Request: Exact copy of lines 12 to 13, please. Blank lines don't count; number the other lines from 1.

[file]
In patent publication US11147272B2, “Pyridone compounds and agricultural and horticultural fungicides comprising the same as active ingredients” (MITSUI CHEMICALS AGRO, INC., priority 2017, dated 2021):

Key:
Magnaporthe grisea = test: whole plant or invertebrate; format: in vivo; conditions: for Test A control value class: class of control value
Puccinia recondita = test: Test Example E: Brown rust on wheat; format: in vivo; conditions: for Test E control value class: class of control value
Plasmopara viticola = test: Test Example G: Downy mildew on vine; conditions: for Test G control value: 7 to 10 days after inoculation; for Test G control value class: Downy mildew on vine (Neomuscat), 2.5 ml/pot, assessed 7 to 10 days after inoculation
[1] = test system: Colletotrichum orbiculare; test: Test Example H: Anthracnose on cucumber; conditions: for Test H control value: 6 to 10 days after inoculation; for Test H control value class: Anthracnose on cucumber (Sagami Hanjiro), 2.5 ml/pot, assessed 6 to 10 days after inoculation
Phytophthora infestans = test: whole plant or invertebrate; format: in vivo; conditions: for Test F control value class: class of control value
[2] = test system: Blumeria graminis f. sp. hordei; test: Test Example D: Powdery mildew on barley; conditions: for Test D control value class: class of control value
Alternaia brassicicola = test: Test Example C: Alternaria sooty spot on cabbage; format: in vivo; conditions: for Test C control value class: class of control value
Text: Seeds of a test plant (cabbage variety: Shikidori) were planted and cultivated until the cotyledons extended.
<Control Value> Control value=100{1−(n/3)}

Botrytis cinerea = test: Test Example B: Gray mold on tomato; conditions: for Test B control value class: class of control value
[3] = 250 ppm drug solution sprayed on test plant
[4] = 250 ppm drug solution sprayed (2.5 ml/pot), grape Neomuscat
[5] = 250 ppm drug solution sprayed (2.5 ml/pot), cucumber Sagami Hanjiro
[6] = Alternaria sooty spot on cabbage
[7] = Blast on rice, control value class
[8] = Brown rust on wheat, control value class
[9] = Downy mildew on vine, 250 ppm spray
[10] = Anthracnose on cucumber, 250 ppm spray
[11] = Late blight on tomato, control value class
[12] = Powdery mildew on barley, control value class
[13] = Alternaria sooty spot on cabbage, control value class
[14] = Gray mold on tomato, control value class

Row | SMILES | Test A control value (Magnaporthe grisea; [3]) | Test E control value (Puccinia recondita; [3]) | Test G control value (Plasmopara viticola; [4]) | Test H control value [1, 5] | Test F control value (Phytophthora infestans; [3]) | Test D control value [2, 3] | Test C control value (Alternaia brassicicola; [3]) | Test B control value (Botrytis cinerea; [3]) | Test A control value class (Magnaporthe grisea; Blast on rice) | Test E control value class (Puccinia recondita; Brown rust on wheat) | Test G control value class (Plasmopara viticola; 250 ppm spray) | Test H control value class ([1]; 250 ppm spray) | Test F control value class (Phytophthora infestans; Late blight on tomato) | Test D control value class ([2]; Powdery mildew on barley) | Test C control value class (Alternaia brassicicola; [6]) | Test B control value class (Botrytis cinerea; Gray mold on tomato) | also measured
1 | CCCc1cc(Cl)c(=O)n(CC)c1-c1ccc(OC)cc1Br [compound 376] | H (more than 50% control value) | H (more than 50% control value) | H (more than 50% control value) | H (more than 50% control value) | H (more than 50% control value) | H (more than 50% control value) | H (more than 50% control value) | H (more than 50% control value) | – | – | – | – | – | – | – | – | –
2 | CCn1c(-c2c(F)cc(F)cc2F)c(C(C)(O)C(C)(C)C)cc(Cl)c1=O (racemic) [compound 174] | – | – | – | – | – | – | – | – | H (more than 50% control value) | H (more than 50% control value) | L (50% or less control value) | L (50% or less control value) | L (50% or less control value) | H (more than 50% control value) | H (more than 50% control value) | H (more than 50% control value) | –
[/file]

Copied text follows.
Botrytis cinerea = test: Test Example B: Gray mold on tomato; conditions: for Test B control value class: class of control value
[3] = 250 ppm drug solution sprayed on test plant